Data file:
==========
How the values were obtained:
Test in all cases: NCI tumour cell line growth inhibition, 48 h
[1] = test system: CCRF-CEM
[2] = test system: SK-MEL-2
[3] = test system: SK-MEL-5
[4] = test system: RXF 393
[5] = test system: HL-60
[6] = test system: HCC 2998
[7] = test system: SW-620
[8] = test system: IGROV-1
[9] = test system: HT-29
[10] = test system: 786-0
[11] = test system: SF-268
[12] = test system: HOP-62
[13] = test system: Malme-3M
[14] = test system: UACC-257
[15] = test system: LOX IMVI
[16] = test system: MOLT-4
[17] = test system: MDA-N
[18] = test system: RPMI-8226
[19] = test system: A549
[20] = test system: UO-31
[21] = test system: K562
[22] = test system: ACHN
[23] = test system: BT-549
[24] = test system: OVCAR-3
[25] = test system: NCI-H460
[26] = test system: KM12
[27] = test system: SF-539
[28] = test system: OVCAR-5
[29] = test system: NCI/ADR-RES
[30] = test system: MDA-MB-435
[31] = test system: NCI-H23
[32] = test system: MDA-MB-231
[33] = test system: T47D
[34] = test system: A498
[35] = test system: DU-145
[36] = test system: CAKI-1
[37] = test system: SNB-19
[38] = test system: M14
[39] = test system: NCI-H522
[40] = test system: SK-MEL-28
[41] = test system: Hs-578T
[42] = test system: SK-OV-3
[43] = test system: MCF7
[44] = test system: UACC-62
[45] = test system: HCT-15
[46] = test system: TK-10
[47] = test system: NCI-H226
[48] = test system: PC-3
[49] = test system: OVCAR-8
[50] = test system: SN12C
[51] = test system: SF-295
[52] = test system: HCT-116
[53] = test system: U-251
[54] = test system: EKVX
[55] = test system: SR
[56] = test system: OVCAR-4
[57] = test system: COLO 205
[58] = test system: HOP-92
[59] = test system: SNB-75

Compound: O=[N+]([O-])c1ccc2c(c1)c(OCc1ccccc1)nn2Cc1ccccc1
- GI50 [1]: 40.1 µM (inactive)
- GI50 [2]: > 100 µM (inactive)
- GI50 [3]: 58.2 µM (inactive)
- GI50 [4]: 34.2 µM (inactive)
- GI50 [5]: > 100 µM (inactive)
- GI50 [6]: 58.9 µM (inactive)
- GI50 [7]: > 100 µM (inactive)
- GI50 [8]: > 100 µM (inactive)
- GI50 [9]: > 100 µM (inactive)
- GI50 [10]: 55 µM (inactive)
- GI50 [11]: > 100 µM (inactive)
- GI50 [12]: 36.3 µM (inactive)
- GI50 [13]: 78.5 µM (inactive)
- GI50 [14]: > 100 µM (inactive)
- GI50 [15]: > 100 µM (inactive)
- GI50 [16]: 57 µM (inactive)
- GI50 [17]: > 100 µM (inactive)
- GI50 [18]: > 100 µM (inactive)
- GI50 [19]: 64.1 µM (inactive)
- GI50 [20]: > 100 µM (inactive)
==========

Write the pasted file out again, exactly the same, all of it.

How the values were obtained:
Test in all cases: NCI tumour cell line growth inhibition, 48 h
[1] = test system: CCRF-CEM
[2] = test system: SK-MEL-2
[3] = test system: SK-MEL-5
[4] = test system: RXF 393
[5] = test system: HL-60
[6] = test system: HCC 2998
[7] = test system: SW-620
[8] = test system: IGROV-1
[9] = test system: HT-29
[10] = test system: 786-0
[11] = test system: SF-268
[12] = test system: HOP-62
[13] = test system: Malme-3M
[14] = test system: UACC-257
[15] = test system: LOX IMVI
[16] = test system: MOLT-4
[17] = test system: MDA-N
[18] = test system: RPMI-8226
[19] = test system: A549
[20] = test system: UO-31
[21] = test system: K562
[22] = test system: ACHN
[23] = test system: BT-549
[24] = test system: OVCAR-3
[25] = test system: NCI-H460
[26] = test system: KM12
[27] = test system: SF-539
[28] = test system: OVCAR-5
[29] = test system: NCI/ADR-RES
[30] = test system: MDA-MB-435
[31] = test system: NCI-H23
[32] = test system: MDA-MB-231
[33] = test system: T47D
[34] = test system: A498
[35] = test system: DU-145
[36] = test system: CAKI-1
[37] = test system: SNB-19
[38] = test system: M14
[39] = test system: NCI-H522
[40] = test system: SK-MEL-28
[41] = test system: Hs-578T
[42] = test system: SK-OV-3
[43] = test system: MCF7
[44] = test system: UACC-62
[45] = test system: HCT-15
[46] = test system: TK-10
[47] = test system: NCI-H226
[48] = test system: PC-3
[49] = test system: OVCAR-8
[50] = test system: SN12C
[51] = test system: SF-295
[52] = test system: HCT-116
[53] = test system: U-251
[54] = test system: EKVX
[55] = test system: SR
[56] = test system: OVCAR-4
[57] = test system: COLO 205
[58] = test system: HOP-92
[59] = test system: SNB-75

Compound: O=[N+]([O-])c1ccc2c(c1)c(OCc1ccccc1)nn2Cc1ccccc1
- GI50 [1]: 40.1 µM (inactive)
- GI50 [2]: > 100 µM (inactive)
- GI50 [3]: 58.2 µM (inactive)
- GI50 [4]: 34.2 µM (inactive)
- GI50 [5]: > 100 µM (inactive)
- GI50 [6]: 58.9 µM (inactive)
- GI50 [7]: > 100 µM (inactive)
- GI50 [8]: > 100 µM (inactive)
- GI50 [9]: > 100 µM (inactive)
- GI50 [10]: 55 µM (inactive)
- GI50 [11]: > 100 µM (inactive)
- GI50 [12]: 36.3 µM (inactive)
- GI50 [13]: 78.5 µM (inactive)
- GI50 [14]: > 100 µM (inactive)
- GI50 [15]: > 100 µM (inactive)
- GI50 [16]: 57 µM (inactive)
- GI50 [17]: > 100 µM (inactive)
- GI50 [18]: > 100 µM (inactive)
- GI50 [19]: 64.1 µM (inactive)
- GI50 [20]: > 100 µM (inactive)